My in-laws bought their house in Sweden in 2003, the year that Sofia was born. My mother-in-law grew up in Gothenburg and the surrounding area which is over an hour south of the village of Nösund on the island of Orust. Her brother and sister both had summer cottages in this part of the Swedish archipelago but now it’s just my father and mother-in-law.
There’s not much to the town, a former fishing village sitting on Sweden’s west coast. There’s an inn, a place to dock your boat, a tennis court, a few swimming areas and some houses. It’s a blink-and-you’ll-miss-it sort of place but the focus is not on the town but on the water. You can see the North Atlantic and its gang of smooth, gray rocks from most places in town: from the craggy, mossy hills, the dock lined with red and white houses and from my in-law’s house. The rocky terrain in this part of the country is shaped by the glacier that cut through, tens of thousands of years ago and left lots of small islands and rocky outposts in its wake. Bright red climbing roses crawl up the sides of rocks and the white washed fences. Wild flowers dot fields covered by sheep and birch and fir trees line the side of the road. To me, the landscape is quintessential Sweden. But then again, I never really knew Sweden before I met Sean. Although the landscape could not be more different, it still reminds me a lot of my summers in Finland.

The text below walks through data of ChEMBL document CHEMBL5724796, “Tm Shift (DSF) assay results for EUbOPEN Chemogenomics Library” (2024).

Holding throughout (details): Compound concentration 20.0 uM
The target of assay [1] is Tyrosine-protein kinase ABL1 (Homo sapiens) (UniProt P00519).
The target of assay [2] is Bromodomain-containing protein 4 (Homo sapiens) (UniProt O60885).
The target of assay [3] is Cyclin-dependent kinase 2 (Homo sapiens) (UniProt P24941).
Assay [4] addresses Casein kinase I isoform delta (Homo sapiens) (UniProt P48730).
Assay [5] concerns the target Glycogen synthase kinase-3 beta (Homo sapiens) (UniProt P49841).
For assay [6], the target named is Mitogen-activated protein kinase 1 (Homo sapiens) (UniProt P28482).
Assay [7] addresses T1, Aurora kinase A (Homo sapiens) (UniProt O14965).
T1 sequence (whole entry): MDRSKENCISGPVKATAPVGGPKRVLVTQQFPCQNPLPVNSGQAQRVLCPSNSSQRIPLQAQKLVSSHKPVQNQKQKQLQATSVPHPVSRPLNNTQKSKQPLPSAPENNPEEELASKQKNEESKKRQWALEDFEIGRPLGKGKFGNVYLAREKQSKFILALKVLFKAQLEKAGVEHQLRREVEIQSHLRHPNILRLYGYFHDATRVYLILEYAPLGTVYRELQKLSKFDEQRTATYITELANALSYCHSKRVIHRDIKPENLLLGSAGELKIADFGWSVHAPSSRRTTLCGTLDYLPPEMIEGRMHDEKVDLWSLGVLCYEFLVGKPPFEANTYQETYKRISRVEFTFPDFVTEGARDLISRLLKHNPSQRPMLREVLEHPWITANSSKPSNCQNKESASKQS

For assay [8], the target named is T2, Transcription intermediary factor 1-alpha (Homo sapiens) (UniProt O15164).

The house is tiny, a jewel box is what they would call it in a real estate listing. It dates from the late 1800’s and was either a fisherman’s house or a sea captain’s home. The style is typical for this part of the country. The outside has white narrow wooden vertical planks, a red tile roof and intricate trimwork on the green shutters and railings. Inside, the walls are thick and the upstairs ceilings are sloped. There at two kakelugns which are tall, round ceramic Swedish stoves that are used to heat the house. Although the house is small it’s well laid out and light and bright.
From the house we can walk into town to look at the boats, fish, play tennis, hang out at the inn or climb on the rocks. The other day we walked along the rocks to one of the swimming spots. Despite the weather being a chilly, but sunny 65 F (at best), we went for a swim in the icy waters. Nervously standing on the high diving board perched on the edge of the rocks, we jumped in and emerged–as my grandmother would say–with our winter cobwebs washed away.